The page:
Much as it pains me to admit it, I’m not perfect.
Realizing this about the age of 35 came as a huge shock. Since then, I’ve spent time ‘looking back’ and ‘getting laser focused’ on what I did wrong (or, to be nice to myself, what I might have done better).
Below are my collection of thoughts for the 2017 calendar year. Laugh, cry, or ignore. And always, ever onward.
I left the Death Star in January 2017, with a litany of health issues. My goal during 2017 was to get my shit straight. Sort out my body to become a new Adonis. Meditate daily to settle my head.
Turns out, no. While I’ve got my health back to what most people would call “pretty fit,” it’s not where I thought I’d get to. A variety of challenges caused me to stumble. I misunderstood the level of mental maintenance I’d need post two years of anxiety-inducing work. And I pushed myself too hard at my new career, starving time from myself to get out and move.
2018 continues with my new writing career, but with a focus on doing less. Specifically:
- Spending less hours per week at the keyboard working (a cutoff at a 40 hour week, but aiming for a 30).
- Building positive relationships with peers to provide a buoyant rather than soul-sucking group.
- Not entering every promotional opportunity ever.
- Set aside more time for ‘me’ activities — walking the dog, running, meditating, reading, and playing super violent video games where I murder all the people who deserve it.
I experimented with some of this recently to good effect. Deleting assholes helps. Working less actually increases my daily word output. Being specific about the people I engage with and ‘that’s enough for this month!’ style thinking isn’t as hard as I thought it would be. I’m hopeful that I’ll continue to learn more tricks and lifestyle choices that work for me.
When I left my last career, I figured that jump-starting my new one would be a breeze. Write more books, get more eyeballs, and then sit on my throne made of dolla dolla bills.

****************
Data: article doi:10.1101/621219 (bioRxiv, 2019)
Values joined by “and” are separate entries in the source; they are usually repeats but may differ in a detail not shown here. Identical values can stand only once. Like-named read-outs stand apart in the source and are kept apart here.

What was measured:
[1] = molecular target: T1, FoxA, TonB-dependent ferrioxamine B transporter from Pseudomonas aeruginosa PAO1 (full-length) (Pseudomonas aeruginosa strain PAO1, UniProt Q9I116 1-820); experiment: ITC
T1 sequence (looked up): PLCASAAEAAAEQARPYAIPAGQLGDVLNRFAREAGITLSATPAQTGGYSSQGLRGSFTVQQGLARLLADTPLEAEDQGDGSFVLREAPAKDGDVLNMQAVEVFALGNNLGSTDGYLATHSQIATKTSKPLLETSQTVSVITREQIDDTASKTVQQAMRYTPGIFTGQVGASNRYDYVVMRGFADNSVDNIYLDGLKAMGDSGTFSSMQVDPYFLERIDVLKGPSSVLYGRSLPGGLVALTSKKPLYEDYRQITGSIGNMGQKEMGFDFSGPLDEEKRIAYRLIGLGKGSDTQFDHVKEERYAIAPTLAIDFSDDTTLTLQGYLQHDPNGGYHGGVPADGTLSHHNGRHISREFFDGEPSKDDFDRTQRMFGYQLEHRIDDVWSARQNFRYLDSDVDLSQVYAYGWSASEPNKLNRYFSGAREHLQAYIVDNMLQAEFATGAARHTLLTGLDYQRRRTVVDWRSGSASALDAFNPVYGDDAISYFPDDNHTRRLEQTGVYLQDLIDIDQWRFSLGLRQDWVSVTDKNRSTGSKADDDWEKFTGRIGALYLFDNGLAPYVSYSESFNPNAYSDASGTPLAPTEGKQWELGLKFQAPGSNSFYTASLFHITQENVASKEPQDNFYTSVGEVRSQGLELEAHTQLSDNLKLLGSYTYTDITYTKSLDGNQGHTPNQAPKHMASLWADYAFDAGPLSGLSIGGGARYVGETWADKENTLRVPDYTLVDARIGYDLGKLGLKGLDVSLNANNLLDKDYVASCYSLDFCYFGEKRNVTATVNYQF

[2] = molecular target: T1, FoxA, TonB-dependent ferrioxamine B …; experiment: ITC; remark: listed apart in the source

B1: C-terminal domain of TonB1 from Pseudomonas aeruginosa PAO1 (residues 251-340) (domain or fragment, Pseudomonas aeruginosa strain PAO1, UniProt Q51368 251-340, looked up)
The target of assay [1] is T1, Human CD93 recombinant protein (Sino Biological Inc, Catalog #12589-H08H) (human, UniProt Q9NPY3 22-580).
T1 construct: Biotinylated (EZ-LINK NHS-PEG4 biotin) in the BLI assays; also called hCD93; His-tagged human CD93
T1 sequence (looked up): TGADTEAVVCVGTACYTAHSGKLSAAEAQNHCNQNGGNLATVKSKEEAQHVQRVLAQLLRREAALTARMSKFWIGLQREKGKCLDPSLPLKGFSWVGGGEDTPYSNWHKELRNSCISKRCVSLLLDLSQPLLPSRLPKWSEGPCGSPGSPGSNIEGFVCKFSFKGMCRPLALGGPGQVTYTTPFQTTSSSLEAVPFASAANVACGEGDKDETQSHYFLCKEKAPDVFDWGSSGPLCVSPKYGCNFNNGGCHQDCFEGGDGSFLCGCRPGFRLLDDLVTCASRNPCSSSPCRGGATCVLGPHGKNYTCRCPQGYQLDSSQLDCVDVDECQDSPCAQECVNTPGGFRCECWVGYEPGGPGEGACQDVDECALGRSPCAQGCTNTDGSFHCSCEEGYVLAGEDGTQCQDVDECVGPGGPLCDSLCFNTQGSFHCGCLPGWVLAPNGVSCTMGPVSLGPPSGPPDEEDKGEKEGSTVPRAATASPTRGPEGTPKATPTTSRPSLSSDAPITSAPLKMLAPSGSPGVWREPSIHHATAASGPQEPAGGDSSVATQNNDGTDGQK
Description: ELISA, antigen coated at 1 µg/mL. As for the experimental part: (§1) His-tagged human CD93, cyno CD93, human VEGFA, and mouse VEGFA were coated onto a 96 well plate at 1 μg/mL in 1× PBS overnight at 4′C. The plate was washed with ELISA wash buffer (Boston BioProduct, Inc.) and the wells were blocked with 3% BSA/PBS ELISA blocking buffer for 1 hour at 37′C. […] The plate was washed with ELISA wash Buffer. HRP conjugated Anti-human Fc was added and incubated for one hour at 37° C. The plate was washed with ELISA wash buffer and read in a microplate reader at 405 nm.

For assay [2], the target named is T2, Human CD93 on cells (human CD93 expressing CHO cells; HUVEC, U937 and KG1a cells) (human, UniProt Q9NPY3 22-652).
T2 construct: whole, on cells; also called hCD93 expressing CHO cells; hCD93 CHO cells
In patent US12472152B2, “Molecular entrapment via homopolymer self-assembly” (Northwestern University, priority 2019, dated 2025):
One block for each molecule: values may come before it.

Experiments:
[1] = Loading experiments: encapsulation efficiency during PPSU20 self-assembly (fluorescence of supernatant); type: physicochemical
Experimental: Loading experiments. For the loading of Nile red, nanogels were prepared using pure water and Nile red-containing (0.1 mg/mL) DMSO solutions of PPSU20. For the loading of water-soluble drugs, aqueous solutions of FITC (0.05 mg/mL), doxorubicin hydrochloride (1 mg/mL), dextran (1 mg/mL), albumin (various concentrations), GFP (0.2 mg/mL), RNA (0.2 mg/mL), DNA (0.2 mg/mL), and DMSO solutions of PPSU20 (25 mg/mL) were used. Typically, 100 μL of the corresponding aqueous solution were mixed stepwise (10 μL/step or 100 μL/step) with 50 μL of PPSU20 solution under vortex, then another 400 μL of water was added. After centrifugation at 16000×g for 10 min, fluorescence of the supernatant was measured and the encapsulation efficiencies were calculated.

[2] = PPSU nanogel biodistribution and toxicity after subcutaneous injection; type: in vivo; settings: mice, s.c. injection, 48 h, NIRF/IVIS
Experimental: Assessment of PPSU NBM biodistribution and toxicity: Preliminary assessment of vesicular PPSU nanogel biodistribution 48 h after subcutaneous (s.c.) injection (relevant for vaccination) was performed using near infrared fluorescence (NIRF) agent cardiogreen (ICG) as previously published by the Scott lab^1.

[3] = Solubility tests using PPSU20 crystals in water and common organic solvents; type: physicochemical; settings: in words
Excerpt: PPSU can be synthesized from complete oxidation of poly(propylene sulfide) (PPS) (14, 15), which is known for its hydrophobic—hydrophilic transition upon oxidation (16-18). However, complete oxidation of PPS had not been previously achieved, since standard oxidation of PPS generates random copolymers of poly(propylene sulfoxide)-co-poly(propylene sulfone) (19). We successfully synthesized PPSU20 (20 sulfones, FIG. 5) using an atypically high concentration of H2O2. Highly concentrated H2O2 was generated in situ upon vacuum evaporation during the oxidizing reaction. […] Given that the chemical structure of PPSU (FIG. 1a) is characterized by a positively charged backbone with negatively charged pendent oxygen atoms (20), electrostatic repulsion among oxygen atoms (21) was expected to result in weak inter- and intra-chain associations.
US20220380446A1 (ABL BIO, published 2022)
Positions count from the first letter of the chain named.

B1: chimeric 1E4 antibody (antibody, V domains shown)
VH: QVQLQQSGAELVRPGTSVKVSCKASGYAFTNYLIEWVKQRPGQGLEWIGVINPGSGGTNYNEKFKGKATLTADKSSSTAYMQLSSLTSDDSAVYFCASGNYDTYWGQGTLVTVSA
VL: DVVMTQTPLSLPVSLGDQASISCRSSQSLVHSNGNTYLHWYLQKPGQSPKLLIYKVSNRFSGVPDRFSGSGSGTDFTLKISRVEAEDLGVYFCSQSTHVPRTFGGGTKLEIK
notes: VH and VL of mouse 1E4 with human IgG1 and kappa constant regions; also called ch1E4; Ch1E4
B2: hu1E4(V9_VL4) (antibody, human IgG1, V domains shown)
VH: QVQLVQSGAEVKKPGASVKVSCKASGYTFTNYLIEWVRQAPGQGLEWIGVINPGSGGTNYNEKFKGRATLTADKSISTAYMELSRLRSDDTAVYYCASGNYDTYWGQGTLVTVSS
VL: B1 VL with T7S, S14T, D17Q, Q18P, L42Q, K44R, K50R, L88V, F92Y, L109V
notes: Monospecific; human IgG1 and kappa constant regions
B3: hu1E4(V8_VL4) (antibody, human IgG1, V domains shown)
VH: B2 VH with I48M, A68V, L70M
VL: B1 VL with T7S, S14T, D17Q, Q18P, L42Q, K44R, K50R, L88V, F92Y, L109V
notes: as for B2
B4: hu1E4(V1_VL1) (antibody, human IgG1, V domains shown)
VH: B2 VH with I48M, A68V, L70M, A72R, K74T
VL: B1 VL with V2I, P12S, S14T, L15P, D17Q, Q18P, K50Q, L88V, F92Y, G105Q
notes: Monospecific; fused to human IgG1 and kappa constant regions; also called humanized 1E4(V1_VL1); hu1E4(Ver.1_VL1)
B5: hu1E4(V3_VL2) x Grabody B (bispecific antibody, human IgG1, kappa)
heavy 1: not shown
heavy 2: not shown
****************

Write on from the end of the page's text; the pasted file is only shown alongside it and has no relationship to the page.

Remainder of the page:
I invested cash and time in a variety of how-to-author courses that, while not promising riches, hinted that success was a matter of following a formula, and working at it. If I wasn’t successful, I clearly didn’t want it enough.
The surprising thing? Turns out building an audience of readers is hard. The tried and true methods … weren’t. The guaranteed outcomes … never came. I spent more coin on building the business than it ever returned, leaving me at a deficit.
I tried multiple approaches to gain an audience. I gave away two whole novels for a while (Night’s Favor and Night’s Fall). This never eventuated in sales for the third in the series, and after I spent the time digging into why, I discovered that most freebie readers collect but don’t consume. Which is … while not great, at least an upswing for me, as I initially felt people thought my writing sucked. The truth is people never read the books.
A couple people advised 99c was the gateway drug to fame, and I tried that, with some success, but not as much as you might expect. It wasn’t the money (some is better than none), but the audience (fuckall is only marginally better than zero); the readers weren’t coming in. I did more research — stop me if this sounds familiar — and learned that 99c shoppers often impulse buy, and won’t read the book for eons, if at all. Amid this it struck me that urban fantasy was a rough, tough market, and if my love was science fiction, maybe I should go that way.